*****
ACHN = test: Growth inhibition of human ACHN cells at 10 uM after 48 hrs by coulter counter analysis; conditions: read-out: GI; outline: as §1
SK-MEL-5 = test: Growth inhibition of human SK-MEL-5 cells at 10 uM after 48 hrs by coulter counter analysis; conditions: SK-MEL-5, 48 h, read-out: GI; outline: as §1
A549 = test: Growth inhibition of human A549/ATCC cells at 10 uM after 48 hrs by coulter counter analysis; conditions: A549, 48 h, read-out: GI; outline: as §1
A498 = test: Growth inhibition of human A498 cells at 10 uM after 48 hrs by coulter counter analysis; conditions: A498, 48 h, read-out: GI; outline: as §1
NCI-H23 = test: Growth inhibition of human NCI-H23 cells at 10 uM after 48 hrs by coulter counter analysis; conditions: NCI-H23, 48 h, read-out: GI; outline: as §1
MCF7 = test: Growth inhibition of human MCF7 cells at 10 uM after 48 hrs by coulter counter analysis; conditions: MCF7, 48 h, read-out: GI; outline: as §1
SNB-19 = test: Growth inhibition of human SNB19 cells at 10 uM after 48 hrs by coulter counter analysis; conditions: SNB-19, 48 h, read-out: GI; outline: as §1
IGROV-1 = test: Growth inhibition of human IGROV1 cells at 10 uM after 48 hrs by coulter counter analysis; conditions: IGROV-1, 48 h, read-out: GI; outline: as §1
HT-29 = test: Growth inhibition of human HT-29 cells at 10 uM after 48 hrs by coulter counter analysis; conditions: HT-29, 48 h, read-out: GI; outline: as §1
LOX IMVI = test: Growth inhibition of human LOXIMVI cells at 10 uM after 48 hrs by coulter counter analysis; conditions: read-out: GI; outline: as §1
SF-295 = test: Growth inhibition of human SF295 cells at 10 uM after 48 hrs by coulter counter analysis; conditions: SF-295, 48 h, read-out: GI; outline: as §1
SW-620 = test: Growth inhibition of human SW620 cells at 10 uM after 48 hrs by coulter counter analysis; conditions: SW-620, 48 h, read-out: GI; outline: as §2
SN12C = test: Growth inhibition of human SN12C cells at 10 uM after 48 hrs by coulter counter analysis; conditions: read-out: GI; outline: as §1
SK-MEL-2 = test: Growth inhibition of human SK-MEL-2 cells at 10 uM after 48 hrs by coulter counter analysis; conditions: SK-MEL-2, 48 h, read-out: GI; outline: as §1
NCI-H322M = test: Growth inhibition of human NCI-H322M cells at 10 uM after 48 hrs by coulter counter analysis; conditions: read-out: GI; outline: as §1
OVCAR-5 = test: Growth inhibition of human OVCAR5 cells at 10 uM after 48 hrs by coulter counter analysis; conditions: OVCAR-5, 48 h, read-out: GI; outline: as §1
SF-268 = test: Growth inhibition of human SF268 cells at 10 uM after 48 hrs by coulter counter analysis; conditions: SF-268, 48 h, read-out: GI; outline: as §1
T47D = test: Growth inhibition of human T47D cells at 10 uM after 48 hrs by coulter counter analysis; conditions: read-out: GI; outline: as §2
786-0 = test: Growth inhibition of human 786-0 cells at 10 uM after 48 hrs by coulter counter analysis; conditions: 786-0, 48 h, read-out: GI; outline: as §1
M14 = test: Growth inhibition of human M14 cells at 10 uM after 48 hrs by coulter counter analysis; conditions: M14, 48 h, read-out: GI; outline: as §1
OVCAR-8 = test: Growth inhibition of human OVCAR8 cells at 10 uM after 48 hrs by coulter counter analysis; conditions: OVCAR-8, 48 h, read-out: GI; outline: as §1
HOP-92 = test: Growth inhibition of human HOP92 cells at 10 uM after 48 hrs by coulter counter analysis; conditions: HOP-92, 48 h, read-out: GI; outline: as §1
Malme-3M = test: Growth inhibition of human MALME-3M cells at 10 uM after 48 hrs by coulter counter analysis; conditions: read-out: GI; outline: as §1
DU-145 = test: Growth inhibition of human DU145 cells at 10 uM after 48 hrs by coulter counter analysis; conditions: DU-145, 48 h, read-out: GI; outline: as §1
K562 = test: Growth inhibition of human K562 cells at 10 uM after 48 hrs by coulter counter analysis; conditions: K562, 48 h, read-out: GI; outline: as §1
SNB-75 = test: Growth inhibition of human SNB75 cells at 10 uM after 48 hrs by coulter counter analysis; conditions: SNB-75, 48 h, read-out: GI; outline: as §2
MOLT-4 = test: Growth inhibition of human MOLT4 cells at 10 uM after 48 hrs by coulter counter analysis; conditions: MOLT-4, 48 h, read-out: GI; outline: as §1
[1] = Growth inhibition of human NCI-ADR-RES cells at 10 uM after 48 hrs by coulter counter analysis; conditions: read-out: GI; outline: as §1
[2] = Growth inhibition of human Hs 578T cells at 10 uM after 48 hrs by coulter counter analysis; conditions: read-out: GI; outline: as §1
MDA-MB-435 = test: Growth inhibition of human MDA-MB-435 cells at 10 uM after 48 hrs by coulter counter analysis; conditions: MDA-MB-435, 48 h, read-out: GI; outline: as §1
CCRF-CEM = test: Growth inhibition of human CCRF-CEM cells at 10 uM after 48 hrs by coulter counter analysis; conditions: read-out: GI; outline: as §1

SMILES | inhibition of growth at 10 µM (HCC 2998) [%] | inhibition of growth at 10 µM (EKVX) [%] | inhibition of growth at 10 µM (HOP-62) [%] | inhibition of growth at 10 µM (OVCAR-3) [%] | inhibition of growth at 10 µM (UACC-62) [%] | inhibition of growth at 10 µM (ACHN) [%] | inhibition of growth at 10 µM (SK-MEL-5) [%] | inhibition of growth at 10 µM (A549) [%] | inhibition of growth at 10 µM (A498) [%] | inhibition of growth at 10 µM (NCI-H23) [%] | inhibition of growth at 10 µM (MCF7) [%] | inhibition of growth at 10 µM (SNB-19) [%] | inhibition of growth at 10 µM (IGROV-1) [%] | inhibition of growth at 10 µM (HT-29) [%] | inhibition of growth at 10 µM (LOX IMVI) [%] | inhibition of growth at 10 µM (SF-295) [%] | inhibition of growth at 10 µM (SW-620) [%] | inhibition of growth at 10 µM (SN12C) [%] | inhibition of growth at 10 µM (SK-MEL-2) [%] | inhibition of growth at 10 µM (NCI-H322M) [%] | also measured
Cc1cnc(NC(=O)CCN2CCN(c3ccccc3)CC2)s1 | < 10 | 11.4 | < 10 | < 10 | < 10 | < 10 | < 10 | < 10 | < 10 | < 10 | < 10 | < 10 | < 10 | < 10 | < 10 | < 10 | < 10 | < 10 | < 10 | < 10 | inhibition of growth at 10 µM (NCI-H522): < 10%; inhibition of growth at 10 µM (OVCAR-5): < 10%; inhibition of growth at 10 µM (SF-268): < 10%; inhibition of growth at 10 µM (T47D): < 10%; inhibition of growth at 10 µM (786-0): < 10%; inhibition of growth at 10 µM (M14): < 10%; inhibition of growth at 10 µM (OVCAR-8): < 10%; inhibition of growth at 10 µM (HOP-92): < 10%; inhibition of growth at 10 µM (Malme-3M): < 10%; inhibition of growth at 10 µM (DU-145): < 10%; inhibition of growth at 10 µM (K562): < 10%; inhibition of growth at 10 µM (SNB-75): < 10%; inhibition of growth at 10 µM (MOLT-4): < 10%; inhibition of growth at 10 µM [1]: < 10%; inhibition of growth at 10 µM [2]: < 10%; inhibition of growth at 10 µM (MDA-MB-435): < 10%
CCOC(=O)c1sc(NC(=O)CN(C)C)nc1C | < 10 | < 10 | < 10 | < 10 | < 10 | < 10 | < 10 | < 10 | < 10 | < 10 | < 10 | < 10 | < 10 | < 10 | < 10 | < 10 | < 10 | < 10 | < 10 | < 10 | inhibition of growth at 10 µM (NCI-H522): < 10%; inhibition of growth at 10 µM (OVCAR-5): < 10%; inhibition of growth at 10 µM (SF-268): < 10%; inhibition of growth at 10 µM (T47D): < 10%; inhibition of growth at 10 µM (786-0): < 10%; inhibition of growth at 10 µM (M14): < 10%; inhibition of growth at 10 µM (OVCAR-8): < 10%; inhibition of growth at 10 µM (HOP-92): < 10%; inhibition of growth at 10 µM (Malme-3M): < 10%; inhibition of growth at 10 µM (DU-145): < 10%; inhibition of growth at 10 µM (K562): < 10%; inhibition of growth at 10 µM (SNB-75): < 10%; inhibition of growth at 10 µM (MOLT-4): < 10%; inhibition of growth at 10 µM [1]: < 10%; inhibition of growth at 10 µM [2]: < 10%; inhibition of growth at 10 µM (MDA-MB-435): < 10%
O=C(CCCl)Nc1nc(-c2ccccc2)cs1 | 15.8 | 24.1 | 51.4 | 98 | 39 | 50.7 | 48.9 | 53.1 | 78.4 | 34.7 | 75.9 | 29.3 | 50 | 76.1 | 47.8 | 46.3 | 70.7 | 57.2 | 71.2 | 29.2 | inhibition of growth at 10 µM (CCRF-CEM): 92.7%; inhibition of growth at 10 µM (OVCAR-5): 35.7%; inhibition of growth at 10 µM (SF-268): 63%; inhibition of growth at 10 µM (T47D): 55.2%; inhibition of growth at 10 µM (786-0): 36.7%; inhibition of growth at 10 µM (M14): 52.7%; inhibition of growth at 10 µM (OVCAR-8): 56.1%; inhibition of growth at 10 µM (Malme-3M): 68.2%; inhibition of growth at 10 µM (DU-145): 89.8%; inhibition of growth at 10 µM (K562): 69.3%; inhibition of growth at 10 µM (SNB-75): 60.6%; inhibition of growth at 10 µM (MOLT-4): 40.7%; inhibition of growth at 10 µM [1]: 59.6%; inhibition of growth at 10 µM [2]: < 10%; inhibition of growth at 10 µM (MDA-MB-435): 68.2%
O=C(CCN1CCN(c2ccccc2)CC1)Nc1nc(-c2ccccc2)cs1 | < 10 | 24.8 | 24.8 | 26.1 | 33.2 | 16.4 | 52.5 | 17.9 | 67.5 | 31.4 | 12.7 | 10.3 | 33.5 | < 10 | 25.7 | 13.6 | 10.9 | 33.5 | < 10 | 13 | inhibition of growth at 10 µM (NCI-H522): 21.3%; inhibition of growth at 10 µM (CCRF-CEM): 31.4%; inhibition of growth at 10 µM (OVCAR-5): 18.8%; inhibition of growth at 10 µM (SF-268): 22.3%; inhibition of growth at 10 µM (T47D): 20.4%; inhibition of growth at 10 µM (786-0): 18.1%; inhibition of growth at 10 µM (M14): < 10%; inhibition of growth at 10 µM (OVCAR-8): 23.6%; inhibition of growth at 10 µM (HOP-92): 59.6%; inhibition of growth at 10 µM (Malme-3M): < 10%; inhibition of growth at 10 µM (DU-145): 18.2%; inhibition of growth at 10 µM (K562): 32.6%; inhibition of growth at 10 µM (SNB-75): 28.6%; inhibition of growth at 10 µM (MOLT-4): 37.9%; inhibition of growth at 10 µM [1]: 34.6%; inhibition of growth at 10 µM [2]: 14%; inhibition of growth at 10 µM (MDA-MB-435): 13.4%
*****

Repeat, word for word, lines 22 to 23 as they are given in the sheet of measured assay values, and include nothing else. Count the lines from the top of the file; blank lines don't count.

HOP-92 = test: Growth inhibition of human HOP92 cells at 10 uM after 48 hrs by coulter counter analysis; conditions: HOP-92, 48 h, read-out: GI; outline: as §1
Malme-3M = test: Growth inhibition of human MALME-3M cells at 10 uM after 48 hrs by coulter counter analysis; conditions: read-out: GI; outline: as §1